STATE OF NEW YORK
25 BEAVER STREET
NEW YORK, NEW YORK 10004
|George E. Pataki
Re: Reinsurance of Punitive Damage Coverage
May a New York authorized insurer reinsure an insurer not authorized in New York, on either a facultative or treaty basis, where the reinsured general liability insurance policy provides punitive damage coverage on New York risks and the policy is issued and delivered in a jurisdiction that permits punitive damages to be insured?
Assuming that the transaction is not implemented in a manner that violates New York law or evades the public policy concerns of the State, and the underlying insured has no cut-through or other right to collect directly from the reinsurer, the New York reinsurer may reinsure the ceding insurer for its obligations under an insurance policy providing punitive damage coverage where the policy is issued and delivered in a jurisdiction that permits punitive damages to be insured even though the policy provides coverage for New York risks.
No specific facts are supplied. The inquirer asks a general question regarding whether a New York reinsurer may reinsure a ceding insurer for its obligations under an insurance policy providing punitive damage coverage with respect to New York risks where the policy is issued and delivered in a jurisdiction that permits punitive damages to be insured.
For the purposes of this opinion, it is assumed that the reinsurance agreements are within the permissible scope of the reinsurers licensing authority.
The general rule in New York is that the public policy of the state precludes insurance indemnification for punitive damage awards, whether the punitive damages are based on intentional actions or actions which, while not intentional, amount to "gross negligence, recklessness, or wantonness" or "conscious disregard of the rights of others or for conduct so reckless as to amount to such disregard". Home Ins. Co. v. American Home Products Corp., 75 N.Y.2d 196, 200, 550 N.E.2d 930; 551 N.Y.S.2d 481 (1990); Public Service Mutual Insurance Company v. Goldfarb, 53 N.Y.2d 392; 425 N.E.2d 810; 442 N.Y.S.2d 422 1981); Hartford Accident. & Indem. Co. v Village of Hempstead, 48 NY2d 218, 228-229, 397 N.E.2d 737; 422 N.Y.S.2d 47 (1979). In Home Ins., which applied the rule to punitive damages recovered in an out-of-state judgment, the court stated:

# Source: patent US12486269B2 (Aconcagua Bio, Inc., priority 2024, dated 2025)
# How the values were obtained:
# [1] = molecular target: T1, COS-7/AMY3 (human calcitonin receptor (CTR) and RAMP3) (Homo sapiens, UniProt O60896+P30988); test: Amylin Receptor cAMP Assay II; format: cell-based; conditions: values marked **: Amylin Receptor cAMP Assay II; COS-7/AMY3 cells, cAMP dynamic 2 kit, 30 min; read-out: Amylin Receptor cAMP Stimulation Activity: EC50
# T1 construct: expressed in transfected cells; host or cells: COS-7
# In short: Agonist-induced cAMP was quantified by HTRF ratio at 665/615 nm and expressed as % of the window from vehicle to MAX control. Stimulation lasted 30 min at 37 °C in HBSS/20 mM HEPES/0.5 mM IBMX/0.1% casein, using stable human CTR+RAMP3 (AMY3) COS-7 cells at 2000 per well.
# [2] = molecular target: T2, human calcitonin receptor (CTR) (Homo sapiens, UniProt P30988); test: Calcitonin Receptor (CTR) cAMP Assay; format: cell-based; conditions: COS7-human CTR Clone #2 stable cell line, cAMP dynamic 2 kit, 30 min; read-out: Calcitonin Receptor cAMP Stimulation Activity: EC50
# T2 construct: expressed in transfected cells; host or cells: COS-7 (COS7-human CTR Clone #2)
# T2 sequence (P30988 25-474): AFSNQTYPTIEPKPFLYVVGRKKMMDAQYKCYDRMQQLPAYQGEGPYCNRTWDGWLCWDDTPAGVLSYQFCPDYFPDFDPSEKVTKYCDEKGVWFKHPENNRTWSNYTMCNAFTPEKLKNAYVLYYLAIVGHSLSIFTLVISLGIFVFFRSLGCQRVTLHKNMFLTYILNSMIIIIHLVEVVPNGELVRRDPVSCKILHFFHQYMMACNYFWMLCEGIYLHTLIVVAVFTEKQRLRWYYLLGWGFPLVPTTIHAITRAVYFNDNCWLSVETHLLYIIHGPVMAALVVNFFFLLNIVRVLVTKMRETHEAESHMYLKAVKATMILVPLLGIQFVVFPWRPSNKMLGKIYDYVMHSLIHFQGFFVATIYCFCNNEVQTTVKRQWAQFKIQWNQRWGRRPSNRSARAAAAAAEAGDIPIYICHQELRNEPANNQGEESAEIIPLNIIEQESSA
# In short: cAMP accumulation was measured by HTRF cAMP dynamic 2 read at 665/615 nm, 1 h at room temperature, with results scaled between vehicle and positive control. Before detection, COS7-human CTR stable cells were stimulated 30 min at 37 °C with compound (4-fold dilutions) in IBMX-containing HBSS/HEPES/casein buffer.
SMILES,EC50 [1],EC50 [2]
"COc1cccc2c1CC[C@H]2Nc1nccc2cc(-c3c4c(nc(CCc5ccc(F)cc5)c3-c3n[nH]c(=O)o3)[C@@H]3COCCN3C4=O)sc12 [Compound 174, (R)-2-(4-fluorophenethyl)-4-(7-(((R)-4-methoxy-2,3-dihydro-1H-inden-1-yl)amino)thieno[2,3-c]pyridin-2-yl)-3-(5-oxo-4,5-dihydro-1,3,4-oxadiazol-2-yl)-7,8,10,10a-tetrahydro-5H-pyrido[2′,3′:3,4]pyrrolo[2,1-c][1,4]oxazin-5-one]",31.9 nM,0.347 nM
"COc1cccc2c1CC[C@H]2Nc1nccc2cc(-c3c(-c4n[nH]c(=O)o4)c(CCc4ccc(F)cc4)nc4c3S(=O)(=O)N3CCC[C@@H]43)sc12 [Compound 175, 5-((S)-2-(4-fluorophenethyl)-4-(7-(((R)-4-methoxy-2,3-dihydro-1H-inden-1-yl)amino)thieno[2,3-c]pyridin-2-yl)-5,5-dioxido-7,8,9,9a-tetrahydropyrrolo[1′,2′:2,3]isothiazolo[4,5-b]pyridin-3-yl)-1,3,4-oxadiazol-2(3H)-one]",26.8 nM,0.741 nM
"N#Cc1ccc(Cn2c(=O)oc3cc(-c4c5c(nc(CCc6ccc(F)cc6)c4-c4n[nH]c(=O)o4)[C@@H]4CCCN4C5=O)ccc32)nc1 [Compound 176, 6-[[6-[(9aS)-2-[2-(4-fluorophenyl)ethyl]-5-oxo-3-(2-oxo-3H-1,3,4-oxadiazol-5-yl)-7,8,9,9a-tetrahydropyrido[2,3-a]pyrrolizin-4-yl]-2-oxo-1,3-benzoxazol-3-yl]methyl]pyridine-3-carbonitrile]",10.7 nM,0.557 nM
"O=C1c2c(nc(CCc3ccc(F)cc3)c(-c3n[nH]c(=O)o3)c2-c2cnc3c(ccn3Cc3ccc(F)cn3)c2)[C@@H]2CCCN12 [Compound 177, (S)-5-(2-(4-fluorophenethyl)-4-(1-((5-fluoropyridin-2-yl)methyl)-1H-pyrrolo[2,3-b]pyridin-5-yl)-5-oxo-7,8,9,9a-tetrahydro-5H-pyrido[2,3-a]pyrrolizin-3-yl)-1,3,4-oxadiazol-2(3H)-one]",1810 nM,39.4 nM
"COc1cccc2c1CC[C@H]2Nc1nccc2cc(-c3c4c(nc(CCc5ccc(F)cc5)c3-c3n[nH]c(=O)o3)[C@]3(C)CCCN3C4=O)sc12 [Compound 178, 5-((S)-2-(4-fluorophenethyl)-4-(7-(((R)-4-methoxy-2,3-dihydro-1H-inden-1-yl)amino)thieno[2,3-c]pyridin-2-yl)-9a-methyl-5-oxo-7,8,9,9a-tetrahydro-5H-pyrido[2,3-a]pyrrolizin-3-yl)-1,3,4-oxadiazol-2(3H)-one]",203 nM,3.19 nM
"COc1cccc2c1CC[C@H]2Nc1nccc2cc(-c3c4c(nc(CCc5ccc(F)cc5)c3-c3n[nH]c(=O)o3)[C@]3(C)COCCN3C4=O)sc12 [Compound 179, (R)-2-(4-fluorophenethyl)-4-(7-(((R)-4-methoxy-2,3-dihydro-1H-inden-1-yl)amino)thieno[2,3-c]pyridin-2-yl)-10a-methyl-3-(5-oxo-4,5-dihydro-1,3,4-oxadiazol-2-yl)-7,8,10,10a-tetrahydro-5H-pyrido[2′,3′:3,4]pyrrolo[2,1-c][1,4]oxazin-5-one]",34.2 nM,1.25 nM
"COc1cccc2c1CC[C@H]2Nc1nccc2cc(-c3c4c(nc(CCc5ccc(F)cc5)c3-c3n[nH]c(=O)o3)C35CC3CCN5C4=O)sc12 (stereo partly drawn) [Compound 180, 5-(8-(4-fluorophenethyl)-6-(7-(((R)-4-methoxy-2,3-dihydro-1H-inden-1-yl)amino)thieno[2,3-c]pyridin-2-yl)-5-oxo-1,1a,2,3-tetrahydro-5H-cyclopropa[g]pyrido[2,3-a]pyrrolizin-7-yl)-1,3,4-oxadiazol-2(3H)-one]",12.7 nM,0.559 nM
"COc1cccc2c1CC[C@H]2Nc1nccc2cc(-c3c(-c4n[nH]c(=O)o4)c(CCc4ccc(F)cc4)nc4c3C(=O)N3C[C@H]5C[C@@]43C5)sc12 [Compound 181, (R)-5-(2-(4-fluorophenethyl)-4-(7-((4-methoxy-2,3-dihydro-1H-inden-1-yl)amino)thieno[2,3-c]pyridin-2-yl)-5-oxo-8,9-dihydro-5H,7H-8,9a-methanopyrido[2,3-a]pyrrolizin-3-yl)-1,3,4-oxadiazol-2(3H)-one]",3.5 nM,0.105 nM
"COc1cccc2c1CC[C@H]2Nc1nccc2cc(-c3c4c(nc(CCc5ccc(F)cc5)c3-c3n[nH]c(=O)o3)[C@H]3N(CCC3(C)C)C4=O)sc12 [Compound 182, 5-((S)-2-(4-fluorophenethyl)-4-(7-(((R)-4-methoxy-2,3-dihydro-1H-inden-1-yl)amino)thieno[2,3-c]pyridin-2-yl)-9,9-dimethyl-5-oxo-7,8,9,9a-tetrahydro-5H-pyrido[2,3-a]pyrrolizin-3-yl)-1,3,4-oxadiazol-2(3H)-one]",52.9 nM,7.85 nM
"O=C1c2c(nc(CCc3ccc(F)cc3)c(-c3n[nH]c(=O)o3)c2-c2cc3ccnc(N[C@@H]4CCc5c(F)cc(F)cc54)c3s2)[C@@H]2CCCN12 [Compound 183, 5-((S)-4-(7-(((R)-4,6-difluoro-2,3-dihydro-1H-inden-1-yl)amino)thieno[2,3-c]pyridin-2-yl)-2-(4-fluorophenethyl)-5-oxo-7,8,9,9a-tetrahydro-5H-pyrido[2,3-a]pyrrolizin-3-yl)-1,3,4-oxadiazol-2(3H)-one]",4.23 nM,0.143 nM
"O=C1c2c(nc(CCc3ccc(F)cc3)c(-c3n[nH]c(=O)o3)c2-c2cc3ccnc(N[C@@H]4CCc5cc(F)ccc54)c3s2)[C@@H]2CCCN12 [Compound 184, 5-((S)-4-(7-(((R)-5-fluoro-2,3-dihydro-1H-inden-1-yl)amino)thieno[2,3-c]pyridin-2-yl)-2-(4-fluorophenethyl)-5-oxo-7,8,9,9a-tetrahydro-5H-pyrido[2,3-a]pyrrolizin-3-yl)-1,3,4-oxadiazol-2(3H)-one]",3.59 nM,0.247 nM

The main argument against coverage, we noted, is that to allow it would defeat "the purpose of punitive damages, which is to punish and to deter others from acting similarly, and that allowing coverage serves no useful purpose since such damages are a windfall for the plaintiff who, by hypothesis, has been made whole by the award of compensatory damages. Home Ins. Co. at p. 200:
In Home Ins., the public policy of the judgment state, like that of New York, precluded indemnification for punitive damages. In Zurich Ins. Co. v. Shearson Lehman Hutton, Inc., 84 N.Y.2d 309; 642 N.E.2d 1065; 618 N.Y.S.2d 609 (1994), the two judgment states permitted indemnification. The court concluded that New York choice of law principles required application of New York's public policy but that indemnification was precluded by New York policy only when the damage award was of a "punitive nature". The court concluded that where the damages that are awarded also had a compensatory purpose, the insurer had to indemnify its insured for them. See also Biondi v. Beekman Hill House Apt. Corp., 94 N.Y.2d 659, 731 N.E.2d 577; 709 N.Y.S.2d 861 (2000).